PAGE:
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[gnugo-devel] address@hidden: Would you like to mentor a student paid to

From: Daniel Bump
Subject: [gnugo-devel] address@hidden: Would you like to mentor a student paid to contribute to your package?]
Date: Tue, 25 Apr 2006 13:56:44 -0700

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Envelope-to: address@hidden
Delivery-date: Tue, 25 Apr 2006 11:48:54 -0700
From: Richard Stallman <address@hidden>
To: address@hidden
Date: Tue, 25 Apr 2006 14:56:31 -0400
Subject: Would you like to mentor a student paid to contribute to your
Sender: address@hidden

The GNU Project is participating in Google's Summer of Code program.
(See for details.)  In

 * Summer of Code 2006 is a program that offers student developers
   stipends to work on development of free software.

 * The FSF will be paid $500 per project, too.

 * We need people to volunteer to mentor these students, and also
   people to evaluate other ideas that students may suggest.

 * Payment to the student is contingent upon feedback by the mentor.

 * There is no requirement that the finished code be included in the
   package itself, but goal is to get code we want to use.

 * For FSF-copyrighted GNU packages, we will ask the student to sign
   the usual copyright assignment before getting paid, to make sure
   there will be no legal obstacle to using his code.

If you are willing to mentor one or more projects, this could be of
great use to the GNU Project -- it would introduce new volunteers to
your package's code base, get a little funds for the FSF, and enhance
the GNU operating system.

Before you volunteer to be a mentor, please make sure you can actually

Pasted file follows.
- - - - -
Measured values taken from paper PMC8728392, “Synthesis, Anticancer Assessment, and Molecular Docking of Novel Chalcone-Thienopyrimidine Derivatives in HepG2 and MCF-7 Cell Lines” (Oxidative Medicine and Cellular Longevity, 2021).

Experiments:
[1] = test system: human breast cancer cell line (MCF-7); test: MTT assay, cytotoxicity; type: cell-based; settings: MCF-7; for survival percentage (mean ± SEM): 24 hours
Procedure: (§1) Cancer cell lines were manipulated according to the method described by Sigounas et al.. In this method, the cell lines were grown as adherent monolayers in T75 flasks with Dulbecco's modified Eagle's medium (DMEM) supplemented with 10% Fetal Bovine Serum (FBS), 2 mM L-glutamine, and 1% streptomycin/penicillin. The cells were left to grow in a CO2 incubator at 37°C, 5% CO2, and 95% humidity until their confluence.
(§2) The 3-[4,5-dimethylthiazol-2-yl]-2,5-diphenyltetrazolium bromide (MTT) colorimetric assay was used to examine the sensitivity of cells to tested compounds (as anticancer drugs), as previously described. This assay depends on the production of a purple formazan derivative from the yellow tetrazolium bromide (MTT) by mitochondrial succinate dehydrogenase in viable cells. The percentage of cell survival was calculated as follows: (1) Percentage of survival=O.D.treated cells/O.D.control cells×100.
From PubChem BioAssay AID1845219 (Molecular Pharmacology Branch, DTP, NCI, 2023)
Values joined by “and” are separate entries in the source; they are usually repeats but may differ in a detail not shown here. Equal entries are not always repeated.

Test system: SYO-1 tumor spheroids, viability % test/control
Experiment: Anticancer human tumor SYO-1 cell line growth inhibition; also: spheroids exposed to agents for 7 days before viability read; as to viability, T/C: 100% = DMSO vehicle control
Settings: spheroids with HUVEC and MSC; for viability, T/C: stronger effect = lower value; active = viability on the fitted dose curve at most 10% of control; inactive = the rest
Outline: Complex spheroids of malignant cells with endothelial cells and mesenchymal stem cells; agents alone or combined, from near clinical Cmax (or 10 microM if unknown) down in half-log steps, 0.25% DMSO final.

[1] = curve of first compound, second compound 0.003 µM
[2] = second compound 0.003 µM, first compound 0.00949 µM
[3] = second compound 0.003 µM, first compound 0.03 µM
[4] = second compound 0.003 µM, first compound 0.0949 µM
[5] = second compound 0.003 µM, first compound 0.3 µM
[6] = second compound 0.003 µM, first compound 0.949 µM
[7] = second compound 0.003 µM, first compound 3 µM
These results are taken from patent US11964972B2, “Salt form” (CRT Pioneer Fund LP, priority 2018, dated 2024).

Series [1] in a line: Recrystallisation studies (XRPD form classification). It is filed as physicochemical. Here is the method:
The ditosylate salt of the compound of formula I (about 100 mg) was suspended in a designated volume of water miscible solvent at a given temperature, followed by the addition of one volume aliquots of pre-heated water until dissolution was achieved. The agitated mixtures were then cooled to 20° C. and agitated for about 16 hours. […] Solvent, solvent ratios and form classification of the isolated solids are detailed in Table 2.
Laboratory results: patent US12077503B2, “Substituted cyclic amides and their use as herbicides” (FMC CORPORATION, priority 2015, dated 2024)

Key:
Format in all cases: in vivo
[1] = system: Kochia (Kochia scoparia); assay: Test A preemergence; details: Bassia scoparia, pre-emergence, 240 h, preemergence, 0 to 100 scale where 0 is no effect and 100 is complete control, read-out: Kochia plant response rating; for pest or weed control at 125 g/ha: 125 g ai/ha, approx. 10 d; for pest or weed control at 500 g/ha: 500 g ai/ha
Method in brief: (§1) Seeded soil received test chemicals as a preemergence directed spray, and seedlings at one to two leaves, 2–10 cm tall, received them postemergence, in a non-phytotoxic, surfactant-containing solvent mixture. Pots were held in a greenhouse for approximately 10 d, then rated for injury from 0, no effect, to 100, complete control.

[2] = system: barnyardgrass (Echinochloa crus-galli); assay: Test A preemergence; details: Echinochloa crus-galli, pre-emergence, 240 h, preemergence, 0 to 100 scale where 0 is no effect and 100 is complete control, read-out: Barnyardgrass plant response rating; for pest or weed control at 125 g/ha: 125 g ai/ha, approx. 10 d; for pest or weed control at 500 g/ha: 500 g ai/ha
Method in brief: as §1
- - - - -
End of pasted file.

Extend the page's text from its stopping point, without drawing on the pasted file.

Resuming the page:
spare the time to do the work; having mentors become unresponsive or
drop out would be very bad.  It is important for projects to be
feasible for a good student-level hacker to do in 2 or 3 months;
nothing super large.

It is ok if you talk with student candidates that you already know are
capable, to plan projects with them.  That is a good way to produce
projects that are really likely to get done, and done well.

To volunteer as a mentor, please send email to
<address@hidden>.  Please describe the student projects you
offer to mentor, and for each one, say which GNU package it will

We need to find a "backup mentor" for each project; the backup mentor
is someone who will take over in case you become busy, sick, or
otherwise unavailable.  If you can think of any obvious suggestions
for backup mentors for your projects, please mention the suggestions
in your mail.  (We consider these suggestions are tentative, so you
can mention them first, then ask them if they are available.)  But if
you can't think of anyone, please suggest your project anyway.  We
will look for a suitable backup mentor.

James Youngman <address@hidden> will be taking care of accumulating the
offers and putting them in our web site, but he could use one or two
people to help.  If you are willing to help, please write to


GNU Maintainers Announcement List address@hidden
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